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2014 Vision Grant Awards Announced

Last Updated on Monday, September 15, 2014

Contact: Debbie Helton (321) 421-6957 [email protected]                                                                    

For Immediate Release

Vision Grant Awards Announced

Recipients Recognized at Annual Gala Event

Melbourne, Florida – September 15, 2014 – The Preeclampsia Foundation has announced that Erica Hammer, MD, and Terry K. Morgan, MD, PhD, are the recipients of its 2014 Vision Grants. These two $25,000 research grants were presented at the Foundation’s Saving Grace – A Night of Hope event held in Minneapolis, Minnesota, on September 12, 2014.

Visions grants are awarded to the strongest scientific proposals recommended by the Foundation’s scientific review committee with a further review by a consumer advisory board. The Foundation’s Board of Directors renders the final decision on those recommendations.

Dr. Erica Hammer received a Bachelor of Science degree with a double major in neuroscience and biology from Trinity College in Hartford, Connecticut. After two years working in basic science laboratories, she attended the University of Vermont College of Medicine. Following this, she completed a residency in Obstetrics & Gynecology at the University of Connecticut and practiced as a general Ob/Gyn for six years. Dr. Hammer returned to the University of Vermont and is now a Maternal-Fetal Medicine fellow.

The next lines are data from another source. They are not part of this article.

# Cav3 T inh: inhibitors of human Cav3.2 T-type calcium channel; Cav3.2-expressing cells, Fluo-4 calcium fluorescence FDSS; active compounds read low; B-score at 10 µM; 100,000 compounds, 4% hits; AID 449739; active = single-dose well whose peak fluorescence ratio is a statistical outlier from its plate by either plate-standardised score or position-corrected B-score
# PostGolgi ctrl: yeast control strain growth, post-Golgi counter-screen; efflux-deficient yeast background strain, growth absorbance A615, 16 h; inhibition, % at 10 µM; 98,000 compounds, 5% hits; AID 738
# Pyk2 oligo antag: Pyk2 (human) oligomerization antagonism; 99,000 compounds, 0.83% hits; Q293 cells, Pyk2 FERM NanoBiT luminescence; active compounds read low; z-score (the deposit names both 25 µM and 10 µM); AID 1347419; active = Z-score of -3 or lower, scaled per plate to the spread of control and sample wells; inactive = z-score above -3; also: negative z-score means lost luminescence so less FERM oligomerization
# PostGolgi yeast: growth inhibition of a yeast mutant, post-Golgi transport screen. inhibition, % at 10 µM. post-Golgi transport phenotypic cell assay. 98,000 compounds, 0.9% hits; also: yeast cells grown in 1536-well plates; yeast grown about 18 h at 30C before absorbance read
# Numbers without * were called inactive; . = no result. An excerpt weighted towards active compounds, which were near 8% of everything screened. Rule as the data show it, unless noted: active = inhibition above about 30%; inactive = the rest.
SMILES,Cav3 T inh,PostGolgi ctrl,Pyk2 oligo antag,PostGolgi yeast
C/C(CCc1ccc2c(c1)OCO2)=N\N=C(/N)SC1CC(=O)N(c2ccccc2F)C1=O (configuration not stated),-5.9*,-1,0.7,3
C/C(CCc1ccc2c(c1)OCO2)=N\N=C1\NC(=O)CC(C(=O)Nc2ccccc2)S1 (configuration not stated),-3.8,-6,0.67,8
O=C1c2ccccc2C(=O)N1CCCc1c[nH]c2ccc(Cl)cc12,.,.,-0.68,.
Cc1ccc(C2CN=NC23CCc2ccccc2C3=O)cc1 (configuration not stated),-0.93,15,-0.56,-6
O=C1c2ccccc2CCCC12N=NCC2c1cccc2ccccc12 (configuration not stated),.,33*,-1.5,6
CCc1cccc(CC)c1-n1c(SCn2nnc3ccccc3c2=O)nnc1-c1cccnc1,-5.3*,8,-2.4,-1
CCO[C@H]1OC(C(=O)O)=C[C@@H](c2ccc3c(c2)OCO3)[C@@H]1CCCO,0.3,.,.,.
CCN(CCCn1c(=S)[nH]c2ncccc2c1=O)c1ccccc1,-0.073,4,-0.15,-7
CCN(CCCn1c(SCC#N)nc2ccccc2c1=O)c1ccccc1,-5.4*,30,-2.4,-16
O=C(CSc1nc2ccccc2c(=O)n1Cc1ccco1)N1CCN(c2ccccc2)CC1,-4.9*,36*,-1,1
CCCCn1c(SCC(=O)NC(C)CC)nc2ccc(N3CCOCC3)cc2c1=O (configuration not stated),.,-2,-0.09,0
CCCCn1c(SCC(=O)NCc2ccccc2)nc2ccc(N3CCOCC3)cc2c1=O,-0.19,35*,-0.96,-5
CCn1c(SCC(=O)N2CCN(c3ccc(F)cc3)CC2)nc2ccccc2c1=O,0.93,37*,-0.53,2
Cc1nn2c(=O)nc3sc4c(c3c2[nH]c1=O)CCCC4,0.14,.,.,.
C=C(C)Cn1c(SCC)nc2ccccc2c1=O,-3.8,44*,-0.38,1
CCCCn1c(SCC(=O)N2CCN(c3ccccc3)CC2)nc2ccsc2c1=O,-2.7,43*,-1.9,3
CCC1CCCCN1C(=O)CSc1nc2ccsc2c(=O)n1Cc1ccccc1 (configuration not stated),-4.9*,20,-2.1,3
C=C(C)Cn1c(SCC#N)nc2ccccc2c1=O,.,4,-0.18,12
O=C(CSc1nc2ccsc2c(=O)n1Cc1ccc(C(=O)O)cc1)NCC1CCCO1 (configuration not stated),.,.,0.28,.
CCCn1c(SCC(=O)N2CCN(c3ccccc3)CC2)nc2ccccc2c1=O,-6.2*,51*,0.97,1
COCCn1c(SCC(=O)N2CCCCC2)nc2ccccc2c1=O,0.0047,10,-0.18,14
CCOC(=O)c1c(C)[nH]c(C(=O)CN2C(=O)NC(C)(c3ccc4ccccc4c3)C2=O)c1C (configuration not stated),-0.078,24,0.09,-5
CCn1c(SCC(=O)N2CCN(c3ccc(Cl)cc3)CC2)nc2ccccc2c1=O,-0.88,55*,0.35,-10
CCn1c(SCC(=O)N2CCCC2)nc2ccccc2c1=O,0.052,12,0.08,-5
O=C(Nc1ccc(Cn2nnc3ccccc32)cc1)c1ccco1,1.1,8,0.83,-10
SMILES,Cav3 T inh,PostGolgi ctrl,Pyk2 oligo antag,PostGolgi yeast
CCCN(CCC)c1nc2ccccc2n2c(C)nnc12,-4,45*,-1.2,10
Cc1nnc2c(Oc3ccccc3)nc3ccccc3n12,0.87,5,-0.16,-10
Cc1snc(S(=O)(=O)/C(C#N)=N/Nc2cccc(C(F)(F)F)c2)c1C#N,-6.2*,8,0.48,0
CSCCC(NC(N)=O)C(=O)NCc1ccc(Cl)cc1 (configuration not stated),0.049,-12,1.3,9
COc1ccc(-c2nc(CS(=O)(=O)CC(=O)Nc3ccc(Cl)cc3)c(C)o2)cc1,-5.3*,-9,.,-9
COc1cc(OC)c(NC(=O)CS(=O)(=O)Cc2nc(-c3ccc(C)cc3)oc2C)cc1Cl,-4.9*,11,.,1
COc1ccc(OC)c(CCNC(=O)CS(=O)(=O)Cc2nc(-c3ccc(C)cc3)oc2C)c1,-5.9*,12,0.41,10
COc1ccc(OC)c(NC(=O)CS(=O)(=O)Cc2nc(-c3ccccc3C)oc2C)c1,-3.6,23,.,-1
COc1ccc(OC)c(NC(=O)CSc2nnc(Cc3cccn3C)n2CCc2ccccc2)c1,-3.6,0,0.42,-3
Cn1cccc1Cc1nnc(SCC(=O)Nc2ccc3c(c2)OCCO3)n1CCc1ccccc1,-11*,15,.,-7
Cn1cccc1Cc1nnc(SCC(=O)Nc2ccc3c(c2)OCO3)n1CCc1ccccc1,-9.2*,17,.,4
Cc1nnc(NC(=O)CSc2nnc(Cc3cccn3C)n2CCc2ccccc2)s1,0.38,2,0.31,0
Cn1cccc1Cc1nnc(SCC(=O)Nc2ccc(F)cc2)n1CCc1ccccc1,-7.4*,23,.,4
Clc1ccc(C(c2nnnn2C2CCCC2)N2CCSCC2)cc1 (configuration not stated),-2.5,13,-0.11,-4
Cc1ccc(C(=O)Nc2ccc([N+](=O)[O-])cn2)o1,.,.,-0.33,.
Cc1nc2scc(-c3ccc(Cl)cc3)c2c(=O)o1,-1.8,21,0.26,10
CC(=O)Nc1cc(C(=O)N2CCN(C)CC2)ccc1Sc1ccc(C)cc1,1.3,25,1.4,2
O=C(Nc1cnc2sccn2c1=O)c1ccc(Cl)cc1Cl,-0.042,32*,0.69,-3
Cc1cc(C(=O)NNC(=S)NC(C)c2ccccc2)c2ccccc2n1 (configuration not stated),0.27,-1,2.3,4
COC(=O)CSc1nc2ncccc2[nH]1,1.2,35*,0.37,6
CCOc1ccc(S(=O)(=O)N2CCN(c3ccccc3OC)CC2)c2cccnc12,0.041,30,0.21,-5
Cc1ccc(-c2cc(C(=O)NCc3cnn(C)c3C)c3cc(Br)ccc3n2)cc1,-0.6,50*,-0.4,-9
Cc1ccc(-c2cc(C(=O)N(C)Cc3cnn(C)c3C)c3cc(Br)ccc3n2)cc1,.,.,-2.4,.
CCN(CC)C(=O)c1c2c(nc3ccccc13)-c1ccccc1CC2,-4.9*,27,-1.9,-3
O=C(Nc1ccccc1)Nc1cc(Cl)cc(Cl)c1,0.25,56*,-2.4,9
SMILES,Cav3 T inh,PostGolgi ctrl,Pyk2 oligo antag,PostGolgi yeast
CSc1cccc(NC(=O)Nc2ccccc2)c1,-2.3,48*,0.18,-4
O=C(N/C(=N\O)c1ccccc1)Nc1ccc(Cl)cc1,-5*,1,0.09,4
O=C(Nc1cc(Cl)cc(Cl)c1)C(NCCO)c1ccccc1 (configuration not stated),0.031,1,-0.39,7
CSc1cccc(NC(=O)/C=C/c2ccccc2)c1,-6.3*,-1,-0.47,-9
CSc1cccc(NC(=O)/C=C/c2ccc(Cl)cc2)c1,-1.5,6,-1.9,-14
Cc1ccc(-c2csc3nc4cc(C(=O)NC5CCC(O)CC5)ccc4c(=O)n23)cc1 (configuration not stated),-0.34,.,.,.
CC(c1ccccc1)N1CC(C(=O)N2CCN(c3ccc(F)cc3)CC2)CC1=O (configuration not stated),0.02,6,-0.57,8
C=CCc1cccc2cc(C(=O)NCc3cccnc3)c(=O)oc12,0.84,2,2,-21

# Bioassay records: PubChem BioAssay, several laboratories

“I believe that our project, entitled The Role of Efflux Transporters on the Blood-Brain Barrier in Preventing Seizure During Pregnancy, could highlight an important mechanism that may be faulty in preeclampsia,” said Dr. Hammer. “For me, as a severe preeclampsia survivor, this is tremendously exciting.”

This project will investigate 1) a critical mechanism with which the blood-brain barrier minimizes exposure of the brain to seizure-provoking factors, and 2) how exposure to serum from pre-eclamptic women affects blood-brain barrier transporters, as circulating factors in those women may cause less effective protection, promoting seizure.

Dr. Terry Morgan received his MD and PhD in Human Genetics from the University of Utah and then completed residency training at Stanford University with an emphasis in Gynecologic and Placental Pathology. He is currently an Associate Professor of Pathology and Obstetrics & Gynecology at Oregon Health & Science University, and a scientist in the Knight Cardiovascular Institute.

“I am a physician-scientist who has dedicated my life to preeclampsia research,” said Dr. Morgan. “This commitment has been reinforced by the Preeclampsia Foundation and all of the parents I speak with each year during the Foundation’s annual awareness-building event, the Promise Walk for Preeclampsia™.”

Dr. Morgan’s project is entitled VEGF Gene Delivery to Uterine Spiral Arteries by Ultrasound-Mediated Cavitation of Plasmid-Conjugated Microbubbles Prevents Placental Insufficiency.  His research team proposes to rescue spiral artery growth and normalize utero-placental blood flow in a transgenic mouse model of pregnancy-induced hypertension by using vascular endothelial growth factor (VEGF)-conjugated microbubbles and ultrasound to target transfection to these uterine blood vessels and increase VEGF expression.  dll of the parents I speak with each


About the Preeclampsia Foundation:  The Preeclampsia Foundation is a U.S.-based 501(c)(3) non-profit organization established in 2000. It is dedicated to providing patient support and education, raising public awareness, catalyzing research and improving health care practices, envisioning a world where preeclampsia and related hypertensive disorders of pregnancy no longer threaten the lives of mothers and babies. For more information, visit www.preeclampsia.org.



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